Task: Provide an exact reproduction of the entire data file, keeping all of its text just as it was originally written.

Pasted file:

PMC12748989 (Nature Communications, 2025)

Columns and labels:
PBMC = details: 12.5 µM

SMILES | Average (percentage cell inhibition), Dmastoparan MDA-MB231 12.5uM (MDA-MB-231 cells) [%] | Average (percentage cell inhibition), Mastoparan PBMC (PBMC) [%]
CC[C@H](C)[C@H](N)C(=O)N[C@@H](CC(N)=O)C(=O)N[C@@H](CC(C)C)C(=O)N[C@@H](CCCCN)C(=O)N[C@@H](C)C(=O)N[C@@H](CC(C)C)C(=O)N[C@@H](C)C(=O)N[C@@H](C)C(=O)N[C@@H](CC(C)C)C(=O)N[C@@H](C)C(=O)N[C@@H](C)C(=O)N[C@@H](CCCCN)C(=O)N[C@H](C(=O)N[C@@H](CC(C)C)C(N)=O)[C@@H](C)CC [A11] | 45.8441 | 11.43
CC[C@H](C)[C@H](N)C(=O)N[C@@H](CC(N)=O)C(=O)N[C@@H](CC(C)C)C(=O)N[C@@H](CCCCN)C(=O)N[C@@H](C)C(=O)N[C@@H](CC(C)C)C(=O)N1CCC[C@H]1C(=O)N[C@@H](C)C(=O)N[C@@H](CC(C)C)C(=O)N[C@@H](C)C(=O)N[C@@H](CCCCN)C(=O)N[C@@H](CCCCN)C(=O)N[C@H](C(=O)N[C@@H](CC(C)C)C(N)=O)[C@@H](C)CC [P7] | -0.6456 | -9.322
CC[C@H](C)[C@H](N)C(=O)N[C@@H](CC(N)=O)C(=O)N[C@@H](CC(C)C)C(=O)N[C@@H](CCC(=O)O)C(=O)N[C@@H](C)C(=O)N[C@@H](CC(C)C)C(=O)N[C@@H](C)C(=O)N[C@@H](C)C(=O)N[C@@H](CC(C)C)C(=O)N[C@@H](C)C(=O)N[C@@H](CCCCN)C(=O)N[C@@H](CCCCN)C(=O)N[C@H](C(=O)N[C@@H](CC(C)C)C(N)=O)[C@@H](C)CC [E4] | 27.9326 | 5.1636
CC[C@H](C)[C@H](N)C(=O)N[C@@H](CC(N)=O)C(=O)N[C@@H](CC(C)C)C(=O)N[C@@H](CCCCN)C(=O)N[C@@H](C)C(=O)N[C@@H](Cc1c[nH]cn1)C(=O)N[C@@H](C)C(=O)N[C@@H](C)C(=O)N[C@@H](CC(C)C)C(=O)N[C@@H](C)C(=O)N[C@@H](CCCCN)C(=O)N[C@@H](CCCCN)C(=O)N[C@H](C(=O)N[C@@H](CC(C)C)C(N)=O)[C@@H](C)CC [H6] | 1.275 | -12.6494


PMC12748989 (Nature Communications, 2025)

Columns and labels:
PBMC = details: 12.5 µM

SMILES | Average (percentage cell inhibition), Dmastoparan MDA-MB231 12.5uM (MDA-MB-231 cells) [%] | Average (percentage cell inhibition), Mastoparan PBMC (PBMC) [%]
CC[C@H](C)[C@H](N)C(=O)N[C@@H](CC(N)=O)C(=O)N[C@@H](CC(C)C)C(=O)N[C@@H](CCCCN)C(=O)N[C@@H](C)C(=O)N[C@@H](CC(C)C)C(=O)N[C@@H](C)C(=O)N[C@@H](C)C(=O)N[C@@H](CC(C)C)C(=O)N[C@@H](C)C(=O)N[C@@H](C)C(=O)N[C@@H](CCCCN)C(=O)N[C@H](C(=O)N[C@@H](CC(C)C)C(N)=O)[C@@H](C)CC [A11] | 45.8441 | 11.43
CC[C@H](C)[C@H](N)C(=O)N[C@@H](CC(N)=O)C(=O)N[C@@H](CC(C)C)C(=O)N[C@@H](CCCCN)C(=O)N[C@@H](C)C(=O)N[C@@H](CC(C)C)C(=O)N1CCC[C@H]1C(=O)N[C@@H](C)C(=O)N[C@@H](CC(C)C)C(=O)N[C@@H](C)C(=O)N[C@@H](CCCCN)C(=O)N[C@@H](CCCCN)C(=O)N[C@H](C(=O)N[C@@H](CC(C)C)C(N)=O)[C@@H](C)CC [P7] | -0.6456 | -9.322
CC[C@H](C)[C@H](N)C(=O)N[C@@H](CC(N)=O)C(=O)N[C@@H](CC(C)C)C(=O)N[C@@H](CCC(=O)O)C(=O)N[C@@H](C)C(=O)N[C@@H](CC(C)C)C(=O)N[C@@H](C)C(=O)N[C@@H](C)C(=O)N[C@@H](CC(C)C)C(=O)N[C@@H](C)C(=O)N[C@@H](CCCCN)C(=O)N[C@@H](CCCCN)C(=O)N[C@H](C(=O)N[C@@H](CC(C)C)C(N)=O)[C@@H](C)CC [E4] | 27.9326 | 5.1636
CC[C@H](C)[C@H](N)C(=O)N[C@@H](CC(N)=O)C(=O)N[C@@H](CC(C)C)C(=O)N[C@@H](CCCCN)C(=O)N[C@@H](C)C(=O)N[C@@H](Cc1c[nH]cn1)C(=O)N[C@@H](C)C(=O)N[C@@H](C)C(=O)N[C@@H](CC(C)C)C(=O)N[C@@H](C)C(=O)N[C@@H](CCCCN)C(=O)N[C@@H](CCCCN)C(=O)N[C@H](C(=O)N[C@@H](CC(C)C)C(N)=O)[C@@H](C)CC [H6] | 1.275 | -12.6494